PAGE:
We are looking forward to this year’s Music Biz 2018 conference, which will be held May 14-17 in Nashville at the Omni Nashville Hotel. Last year it was one of the most informative conferences we had attended in a very long time. The Music Business Association was kind enough to connect us with some of the great panelists this year to get their take on some interesting questions that will no doubt surface at the conference.
Q: What is the most overlooked thing that artists need to do when self-releasing?
A: Artists, by nature, take great care in the creative aspect of their music but often overlook the business side, which can lead to many issues down the road including improper royalty distribution, ineffective royalty collection, and songwriter/publisher split discrepancies, to name a few. A few things an Artist can do to avoid these potential pitfalls include providing accurate metadata, securing agreements with all the contributors (band members, producers), obtaining song writer split agreements, securing mechanical licenses, maintaining detailed expense tracking, and registering their copyrights. Artists need to prepare for success by having the business side in order.
Mark Spier, CEO and Founder of Royalty Solutions Corp.
Panel: Successfully Managing Your Releases: Best Practices and Obligations for the Independent Label or Artist
Q: What is the hardest function for artists to replace that labels still provide?
A: Simply put, institutional influence. It’s the old adage, “if a tree falls in the woods and nobody hears it, does it make a sound?” We are living in (what has been coined) an “Attention Economy” wherein the most precious commodity to an artist is a listener’s time. Obviously, with the proliferation of affordable recording tech and [digital] distribution, the problem is no longer getting in the game, but standing out from the crowd. This is where the labels are still immensely valuable. Unlike most independent artists, an established label has the ability to leverage its resources and network of long-term relationships to push an artist to the front of our collective conscious. This is obviously of great value to an artist, particularly in a world where tastemakers and influencers often lean on their label sources to “filter out the noise.” It’s not that with enough diligence and hard work an independent artist can’t ultimately arrive at the same destination, but it is often akin to the difference between taking an accident-free expressway and a pothole-riddled country road to get there.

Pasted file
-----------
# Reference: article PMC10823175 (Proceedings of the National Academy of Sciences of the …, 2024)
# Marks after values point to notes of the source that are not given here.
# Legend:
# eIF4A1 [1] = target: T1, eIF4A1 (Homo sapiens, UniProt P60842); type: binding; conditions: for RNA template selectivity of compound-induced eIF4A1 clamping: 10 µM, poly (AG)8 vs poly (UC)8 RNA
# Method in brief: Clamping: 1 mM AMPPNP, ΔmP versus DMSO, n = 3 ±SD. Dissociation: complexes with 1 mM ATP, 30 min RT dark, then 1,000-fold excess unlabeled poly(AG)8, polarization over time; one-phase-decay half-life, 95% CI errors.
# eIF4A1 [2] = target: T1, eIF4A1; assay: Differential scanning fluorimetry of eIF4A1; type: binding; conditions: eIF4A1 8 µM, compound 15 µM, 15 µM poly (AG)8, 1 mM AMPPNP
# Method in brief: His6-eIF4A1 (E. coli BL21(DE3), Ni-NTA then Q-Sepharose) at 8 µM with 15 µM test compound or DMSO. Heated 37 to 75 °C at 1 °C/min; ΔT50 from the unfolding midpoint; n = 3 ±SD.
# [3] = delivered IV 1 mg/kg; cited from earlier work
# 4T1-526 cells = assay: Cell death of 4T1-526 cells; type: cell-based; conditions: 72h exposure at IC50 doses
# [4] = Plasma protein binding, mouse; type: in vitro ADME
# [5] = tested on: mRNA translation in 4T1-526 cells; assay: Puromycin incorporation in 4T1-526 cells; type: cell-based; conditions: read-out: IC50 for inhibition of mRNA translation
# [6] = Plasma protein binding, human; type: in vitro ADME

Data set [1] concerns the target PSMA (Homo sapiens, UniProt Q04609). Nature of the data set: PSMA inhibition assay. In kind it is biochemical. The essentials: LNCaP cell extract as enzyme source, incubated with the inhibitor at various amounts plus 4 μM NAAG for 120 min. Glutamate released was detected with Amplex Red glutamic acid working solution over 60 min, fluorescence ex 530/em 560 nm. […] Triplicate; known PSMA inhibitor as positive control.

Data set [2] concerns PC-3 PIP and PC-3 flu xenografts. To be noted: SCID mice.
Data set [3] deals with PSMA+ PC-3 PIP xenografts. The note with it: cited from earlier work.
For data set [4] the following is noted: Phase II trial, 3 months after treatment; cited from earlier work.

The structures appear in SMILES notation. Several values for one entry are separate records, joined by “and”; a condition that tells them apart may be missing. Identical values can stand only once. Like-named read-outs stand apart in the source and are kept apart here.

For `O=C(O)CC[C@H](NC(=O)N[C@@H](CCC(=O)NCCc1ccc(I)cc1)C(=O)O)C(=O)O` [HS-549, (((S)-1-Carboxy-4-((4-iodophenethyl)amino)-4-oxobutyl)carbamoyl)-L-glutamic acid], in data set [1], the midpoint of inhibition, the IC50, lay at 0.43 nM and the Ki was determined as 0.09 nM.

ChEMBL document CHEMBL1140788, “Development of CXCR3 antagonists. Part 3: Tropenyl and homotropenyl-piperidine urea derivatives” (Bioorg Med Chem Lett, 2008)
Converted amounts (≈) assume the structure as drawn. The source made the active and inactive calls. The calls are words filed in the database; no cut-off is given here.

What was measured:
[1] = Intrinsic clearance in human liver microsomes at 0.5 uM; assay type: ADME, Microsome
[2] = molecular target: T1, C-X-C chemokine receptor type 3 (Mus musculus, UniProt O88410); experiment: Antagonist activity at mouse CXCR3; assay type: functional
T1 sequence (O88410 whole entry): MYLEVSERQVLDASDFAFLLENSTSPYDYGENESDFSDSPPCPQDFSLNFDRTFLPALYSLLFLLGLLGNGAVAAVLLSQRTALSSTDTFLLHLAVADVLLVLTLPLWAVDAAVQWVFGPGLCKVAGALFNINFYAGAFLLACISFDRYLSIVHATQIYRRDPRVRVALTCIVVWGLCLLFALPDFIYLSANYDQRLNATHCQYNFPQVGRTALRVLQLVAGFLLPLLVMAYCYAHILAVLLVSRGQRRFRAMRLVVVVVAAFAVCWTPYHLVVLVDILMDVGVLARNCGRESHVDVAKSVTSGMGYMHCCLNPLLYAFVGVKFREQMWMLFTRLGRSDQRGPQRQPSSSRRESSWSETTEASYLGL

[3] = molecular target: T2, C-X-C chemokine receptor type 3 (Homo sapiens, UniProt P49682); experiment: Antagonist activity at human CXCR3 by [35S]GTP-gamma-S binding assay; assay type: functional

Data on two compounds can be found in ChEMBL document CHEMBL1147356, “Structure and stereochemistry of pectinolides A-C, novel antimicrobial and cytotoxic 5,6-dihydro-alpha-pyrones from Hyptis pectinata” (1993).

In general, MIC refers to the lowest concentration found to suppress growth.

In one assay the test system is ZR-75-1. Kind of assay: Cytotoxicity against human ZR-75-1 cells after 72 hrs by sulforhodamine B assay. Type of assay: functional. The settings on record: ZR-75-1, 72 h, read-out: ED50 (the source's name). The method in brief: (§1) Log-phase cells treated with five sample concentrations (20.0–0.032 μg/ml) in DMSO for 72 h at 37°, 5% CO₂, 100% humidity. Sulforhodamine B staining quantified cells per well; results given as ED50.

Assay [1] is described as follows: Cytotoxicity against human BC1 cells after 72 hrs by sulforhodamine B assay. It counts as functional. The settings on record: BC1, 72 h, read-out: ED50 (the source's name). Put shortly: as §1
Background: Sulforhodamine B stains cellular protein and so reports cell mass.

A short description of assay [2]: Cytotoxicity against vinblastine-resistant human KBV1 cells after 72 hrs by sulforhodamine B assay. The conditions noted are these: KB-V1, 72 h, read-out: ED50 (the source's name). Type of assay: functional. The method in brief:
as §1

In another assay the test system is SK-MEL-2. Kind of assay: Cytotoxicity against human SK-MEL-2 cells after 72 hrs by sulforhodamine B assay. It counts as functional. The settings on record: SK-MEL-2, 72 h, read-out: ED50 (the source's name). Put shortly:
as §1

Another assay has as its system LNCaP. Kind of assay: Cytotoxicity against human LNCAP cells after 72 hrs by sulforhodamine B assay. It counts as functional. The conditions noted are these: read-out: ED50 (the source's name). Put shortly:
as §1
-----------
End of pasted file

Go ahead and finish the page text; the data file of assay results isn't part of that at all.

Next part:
Ash Kernen, Principal Lawyer and Founder of Kernen Law.
Panel: Who Needs You Anyway? Reinventing the Artist-Label Relationship in the Digital Era
Q: Are there any advantages to still being in school when starting a company?
A: Absolutely! College is a great place to start a business because you can do everything wrong the first time and still get back on your feet. You are risking much less as a student. You can also use this time to validate your idea, test your model/pricing, and figure out a strategy before having a lot of expenses.
Makenzie Stokel, Founder of EVAmore.
Panel: You Don’t Have to Wait Until Graduation to Work in the Music Industry
Learn more about the conference panels at https://musicbiz2018.sched.com/ and register for the conference at www.musicbiz2018.com.